My friend Ethan Lewis recently wrote a post for his blog about his ranking as an Ethan Lewis within Google’s search results, and it’s interesting reading for a few reasons. First of all, I think Ethan should be congratulated for openly writing about something that many of us probably do, but as many of us don’t want to talk about. (“Ego-surfing,” he calls it, sourcing the term to Wikipedia.)
On the other hand, Ethan’s post has the benefit of suggesting that people should do this sort of thing—and I can say, from the perspective of a recruiter for my firm, that an amazing number of people seem not to Google themselves, or to have any awareness at all of how the internet represents them.
But Ethan gets to a more interesting question when he writes about understanding Google’s page ranking algorithms, and his desire to wind up on top just by being himself. No “SEO” or “search engine optimization” techniques—which is good, because much of this is pay-for-link spam, a curse of the web. He wants to be the number one Ethan Lewis on Google just by virtue of being, well, the number one Ethan Lewis. That seems to me to be a reasonable ambition.
Still, I think boosting Ethan Lewis to number one might, by necessity, require a few small and entirely natural (i.e., not SEO-type) changes. We know that search engines look at incoming and outgoing links, and about the ranking for pages on both sides. The system is mutually reinforcing, which is why link spam works (until the algorithms are tweaked to eliminate it… until it pops up again…). So one idea might be for Ethan to pull his Icarus P. Anybody blog into his http://www.ethanlewis.org/ domain name, perhaps with a subfolder or sub-domain. (I highly recommend WordPress for this. Blogger stopped supporting FTP publishing, and I made the switch very easily.) While I appreciate the origins of the blog’s name, it does kind of work against natural identification with Ethan himself. And, anyway, the name wouldn’t have to change—just the web address.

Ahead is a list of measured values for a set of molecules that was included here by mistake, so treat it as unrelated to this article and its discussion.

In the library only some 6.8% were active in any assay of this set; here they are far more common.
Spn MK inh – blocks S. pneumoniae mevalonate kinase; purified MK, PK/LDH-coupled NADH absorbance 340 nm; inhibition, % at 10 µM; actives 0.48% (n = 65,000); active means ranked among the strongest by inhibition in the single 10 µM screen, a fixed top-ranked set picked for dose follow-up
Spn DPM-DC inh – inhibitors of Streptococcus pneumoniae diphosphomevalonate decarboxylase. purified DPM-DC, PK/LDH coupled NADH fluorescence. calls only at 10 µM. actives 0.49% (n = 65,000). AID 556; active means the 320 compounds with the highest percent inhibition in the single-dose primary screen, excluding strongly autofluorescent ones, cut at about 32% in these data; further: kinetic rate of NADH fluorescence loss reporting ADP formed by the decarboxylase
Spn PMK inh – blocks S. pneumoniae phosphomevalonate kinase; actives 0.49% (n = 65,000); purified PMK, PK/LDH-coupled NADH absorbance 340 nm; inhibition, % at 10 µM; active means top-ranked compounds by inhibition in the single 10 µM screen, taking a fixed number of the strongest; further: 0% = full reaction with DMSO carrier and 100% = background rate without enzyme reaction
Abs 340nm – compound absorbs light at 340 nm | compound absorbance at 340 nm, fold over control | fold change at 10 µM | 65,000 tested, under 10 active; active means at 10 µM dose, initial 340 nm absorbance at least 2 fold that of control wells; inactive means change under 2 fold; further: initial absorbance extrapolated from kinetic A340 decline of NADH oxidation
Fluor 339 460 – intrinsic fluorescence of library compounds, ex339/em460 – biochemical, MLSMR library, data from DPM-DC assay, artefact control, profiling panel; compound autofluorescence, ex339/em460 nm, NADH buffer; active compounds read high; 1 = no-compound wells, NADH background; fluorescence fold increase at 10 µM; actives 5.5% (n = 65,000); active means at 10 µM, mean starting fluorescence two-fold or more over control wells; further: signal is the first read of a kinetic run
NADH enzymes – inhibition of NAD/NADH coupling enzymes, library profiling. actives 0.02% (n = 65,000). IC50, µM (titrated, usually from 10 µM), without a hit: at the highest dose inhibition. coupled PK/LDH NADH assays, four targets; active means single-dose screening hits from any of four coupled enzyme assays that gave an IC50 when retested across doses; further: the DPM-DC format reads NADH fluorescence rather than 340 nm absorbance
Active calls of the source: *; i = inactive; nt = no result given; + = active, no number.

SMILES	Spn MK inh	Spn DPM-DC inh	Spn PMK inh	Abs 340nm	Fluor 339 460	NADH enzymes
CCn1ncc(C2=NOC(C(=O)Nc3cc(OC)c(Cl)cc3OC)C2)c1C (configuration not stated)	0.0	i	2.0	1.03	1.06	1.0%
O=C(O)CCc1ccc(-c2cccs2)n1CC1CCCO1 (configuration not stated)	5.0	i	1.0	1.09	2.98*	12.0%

There’s also the Google Profiles tool, which lets people set up specific profiles within Google itself. Now that doesn’t guarantee visibility, and Ethan has a profile of sorts through Blogger—but the Blogger profile probably doesn’t get a whole lot of visibility, whereas Google’s maneuvers into the people/profile business might help. Getting a LinkedIn profile is another useful approach.
Of course, Ethan also wrote: “Another thing that affects my ego-surfing is that I want to be the top result on Google when searching for “Ethan Lewis”, but I don’t want to do any work to get there.” So the above suggestions might sound like work. I suppose there’s some truth to that.
And then you just have to ask: will my writing this post for my friend Ethan Lewis, with links to his website and his blog, help boost his ranking? Maybe. But he didn’t pay me to do it.
Update: I posted this entry, and then I sat down to read the paper. Yes, the actual newspaper. The New York Times‘ business section has a story today–another in its great “Haggler” series, by David Segal–about Google search results and a number of “lead generation” companies that have figured out how to scam the results, specifically in the locksmith business. “Picking the Lock of Google’s Search” is worth reading, especially in light of the above. And meanwhile, in what is presumably an oversight on the part of the Times’ web editors, there’s no link to Ballard Lock & Key, the subject of their story, so I’m including one here. Small consolation, no doubt.